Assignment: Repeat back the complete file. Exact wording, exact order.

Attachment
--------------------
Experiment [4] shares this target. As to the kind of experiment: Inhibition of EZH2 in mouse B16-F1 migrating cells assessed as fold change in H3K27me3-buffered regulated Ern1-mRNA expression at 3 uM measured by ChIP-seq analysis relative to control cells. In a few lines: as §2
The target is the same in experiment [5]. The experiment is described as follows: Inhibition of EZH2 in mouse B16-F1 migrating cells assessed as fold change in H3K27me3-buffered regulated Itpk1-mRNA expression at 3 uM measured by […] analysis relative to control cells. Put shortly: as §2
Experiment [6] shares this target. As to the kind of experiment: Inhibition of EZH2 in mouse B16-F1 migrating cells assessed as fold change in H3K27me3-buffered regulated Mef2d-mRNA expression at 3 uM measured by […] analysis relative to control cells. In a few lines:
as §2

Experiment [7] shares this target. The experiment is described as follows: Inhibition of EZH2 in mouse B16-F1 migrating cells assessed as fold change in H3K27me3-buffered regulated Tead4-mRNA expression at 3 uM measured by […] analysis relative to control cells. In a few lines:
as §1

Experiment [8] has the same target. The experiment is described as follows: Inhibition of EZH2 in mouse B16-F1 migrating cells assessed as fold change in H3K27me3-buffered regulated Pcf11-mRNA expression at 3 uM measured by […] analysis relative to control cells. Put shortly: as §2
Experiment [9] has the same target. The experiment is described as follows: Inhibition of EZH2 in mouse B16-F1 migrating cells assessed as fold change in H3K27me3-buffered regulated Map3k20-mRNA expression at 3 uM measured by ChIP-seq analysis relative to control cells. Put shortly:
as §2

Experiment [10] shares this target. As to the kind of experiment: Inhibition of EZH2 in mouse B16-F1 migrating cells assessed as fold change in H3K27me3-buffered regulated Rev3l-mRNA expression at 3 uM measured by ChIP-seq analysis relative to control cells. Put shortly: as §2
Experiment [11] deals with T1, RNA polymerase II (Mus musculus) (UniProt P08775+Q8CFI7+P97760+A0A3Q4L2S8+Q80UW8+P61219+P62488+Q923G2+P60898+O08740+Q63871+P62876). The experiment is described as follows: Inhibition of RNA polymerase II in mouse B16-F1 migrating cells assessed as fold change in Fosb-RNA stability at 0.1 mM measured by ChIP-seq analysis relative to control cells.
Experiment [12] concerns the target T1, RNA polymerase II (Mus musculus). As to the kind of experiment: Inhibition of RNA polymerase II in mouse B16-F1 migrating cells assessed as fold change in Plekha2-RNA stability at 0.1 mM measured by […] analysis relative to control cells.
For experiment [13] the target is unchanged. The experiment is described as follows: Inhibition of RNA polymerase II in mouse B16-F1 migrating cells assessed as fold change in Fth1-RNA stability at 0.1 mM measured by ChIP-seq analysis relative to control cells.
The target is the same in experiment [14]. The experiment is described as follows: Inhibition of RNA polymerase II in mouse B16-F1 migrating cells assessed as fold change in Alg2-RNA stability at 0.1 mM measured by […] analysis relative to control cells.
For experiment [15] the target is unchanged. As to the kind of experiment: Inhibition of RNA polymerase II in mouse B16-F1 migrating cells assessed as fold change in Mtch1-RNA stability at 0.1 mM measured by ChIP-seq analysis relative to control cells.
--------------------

Experiment [4] shares this target. As to the kind of experiment: Inhibition of EZH2 in mouse B16-F1 migrating cells assessed as fold change in H3K27me3-buffered regulated Ern1-mRNA expression at 3 uM measured by ChIP-seq analysis relative to control cells. In a few lines: as §2
The target is the same in experiment [5]. The experiment is described as follows: Inhibition of EZH2 in mouse B16-F1 migrating cells assessed as fold change in H3K27me3-buffered regulated Itpk1-mRNA expression at 3 uM measured by […] analysis relative to control cells. Put shortly: as §2
Experiment [6] shares this target. As to the kind of experiment: Inhibition of EZH2 in mouse B16-F1 migrating cells assessed as fold change in H3K27me3-buffered regulated Mef2d-mRNA expression at 3 uM measured by […] analysis relative to control cells. In a few lines:
as §2

Experiment [7] shares this target. The experiment is described as follows: Inhibition of EZH2 in mouse B16-F1 migrating cells assessed as fold change in H3K27me3-buffered regulated Tead4-mRNA expression at 3 uM measured by […] analysis relative to control cells. In a few lines:
as §1

Experiment [8] has the same target. The experiment is described as follows: Inhibition of EZH2 in mouse B16-F1 migrating cells assessed as fold change in H3K27me3-buffered regulated Pcf11-mRNA expression at 3 uM measured by […] analysis relative to control cells. Put shortly: as §2
Experiment [9] has the same target. The experiment is described as follows: Inhibition of EZH2 in mouse B16-F1 migrating cells assessed as fold change in H3K27me3-buffered regulated Map3k20-mRNA expression at 3 uM measured by ChIP-seq analysis relative to control cells. Put shortly:
as §2

Experiment [10] shares this target. As to the kind of experiment: Inhibition of EZH2 in mouse B16-F1 migrating cells assessed as fold change in H3K27me3-buffered regulated Rev3l-mRNA expression at 3 uM measured by ChIP-seq analysis relative to control cells. Put shortly: as §2
Experiment [11] deals with T1, RNA polymerase II (Mus musculus) (UniProt P08775+Q8CFI7+P97760+A0A3Q4L2S8+Q80UW8+P61219+P62488+Q923G2+P60898+O08740+Q63871+P62876). The experiment is described as follows: Inhibition of RNA polymerase II in mouse B16-F1 migrating cells assessed as fold change in Fosb-RNA stability at 0.1 mM measured by ChIP-seq analysis relative to control cells.
Experiment [12] concerns the target T1, RNA polymerase II (Mus musculus). As to the kind of experiment: Inhibition of RNA polymerase II in mouse B16-F1 migrating cells assessed as fold change in Plekha2-RNA stability at 0.1 mM measured by […] analysis relative to control cells.
For experiment [13] the target is unchanged. The experiment is described as follows: Inhibition of RNA polymerase II in mouse B16-F1 migrating cells assessed as fold change in Fth1-RNA stability at 0.1 mM measured by ChIP-seq analysis relative to control cells.
The target is the same in experiment [14]. The experiment is described as follows: Inhibition of RNA polymerase II in mouse B16-F1 migrating cells assessed as fold change in Alg2-RNA stability at 0.1 mM measured by […] analysis relative to control cells.
For experiment [15] the target is unchanged. As to the kind of experiment: Inhibition of RNA polymerase II in mouse B16-F1 migrating cells assessed as fold change in Mtch1-RNA stability at 0.1 mM measured by ChIP-seq analysis relative to control cells.